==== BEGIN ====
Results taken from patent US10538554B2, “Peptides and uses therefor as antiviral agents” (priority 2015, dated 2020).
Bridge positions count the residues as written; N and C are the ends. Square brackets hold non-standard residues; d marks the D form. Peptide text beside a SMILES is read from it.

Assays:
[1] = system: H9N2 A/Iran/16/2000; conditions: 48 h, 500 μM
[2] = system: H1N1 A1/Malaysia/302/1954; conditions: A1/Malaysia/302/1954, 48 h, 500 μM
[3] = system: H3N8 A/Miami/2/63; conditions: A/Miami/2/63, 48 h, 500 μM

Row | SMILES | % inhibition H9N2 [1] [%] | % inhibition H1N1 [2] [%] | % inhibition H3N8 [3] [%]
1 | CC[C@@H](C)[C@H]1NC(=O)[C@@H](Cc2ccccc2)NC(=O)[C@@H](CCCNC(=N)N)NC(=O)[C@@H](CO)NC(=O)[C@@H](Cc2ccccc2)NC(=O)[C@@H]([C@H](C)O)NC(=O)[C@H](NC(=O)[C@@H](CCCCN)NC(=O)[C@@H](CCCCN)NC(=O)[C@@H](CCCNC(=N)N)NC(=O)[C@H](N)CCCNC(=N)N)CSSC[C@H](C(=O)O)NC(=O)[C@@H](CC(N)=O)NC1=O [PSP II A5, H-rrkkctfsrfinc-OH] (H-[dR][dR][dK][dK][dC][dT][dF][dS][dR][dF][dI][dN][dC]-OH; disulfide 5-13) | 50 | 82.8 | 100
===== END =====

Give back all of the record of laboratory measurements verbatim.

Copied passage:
Results taken from patent US10538554B2, “Peptides and uses therefor as antiviral agents” (priority 2015, dated 2020).
Bridge positions count the residues as written; N and C are the ends. Square brackets hold non-standard residues; d marks the D form. Peptide text beside a SMILES is read from it.

Assays:
[1] = system: H9N2 A/Iran/16/2000; conditions: 48 h, 500 μM
[2] = system: H1N1 A1/Malaysia/302/1954; conditions: A1/Malaysia/302/1954, 48 h, 500 μM
[3] = system: H3N8 A/Miami/2/63; conditions: A/Miami/2/63, 48 h, 500 μM

Row | SMILES | % inhibition H9N2 [1] [%] | % inhibition H1N1 [2] [%] | % inhibition H3N8 [3] [%]
1 | CC[C@@H](C)[C@H]1NC(=O)[C@@H](Cc2ccccc2)NC(=O)[C@@H](CCCNC(=N)N)NC(=O)[C@@H](CO)NC(=O)[C@@H](Cc2ccccc2)NC(=O)[C@@H]([C@H](C)O)NC(=O)[C@H](NC(=O)[C@@H](CCCCN)NC(=O)[C@@H](CCCCN)NC(=O)[C@@H](CCCNC(=N)N)NC(=O)[C@H](N)CCCNC(=N)N)CSSC[C@H](C(=O)O)NC(=O)[C@@H](CC(N)=O)NC1=O [PSP II A5, H-rrkkctfsrfinc-OH] (H-[dR][dR][dK][dK][dC][dT][dF][dS][dR][dF][dI][dN][dC]-OH; disulfide 5-13) | 50 | 82.8 | 100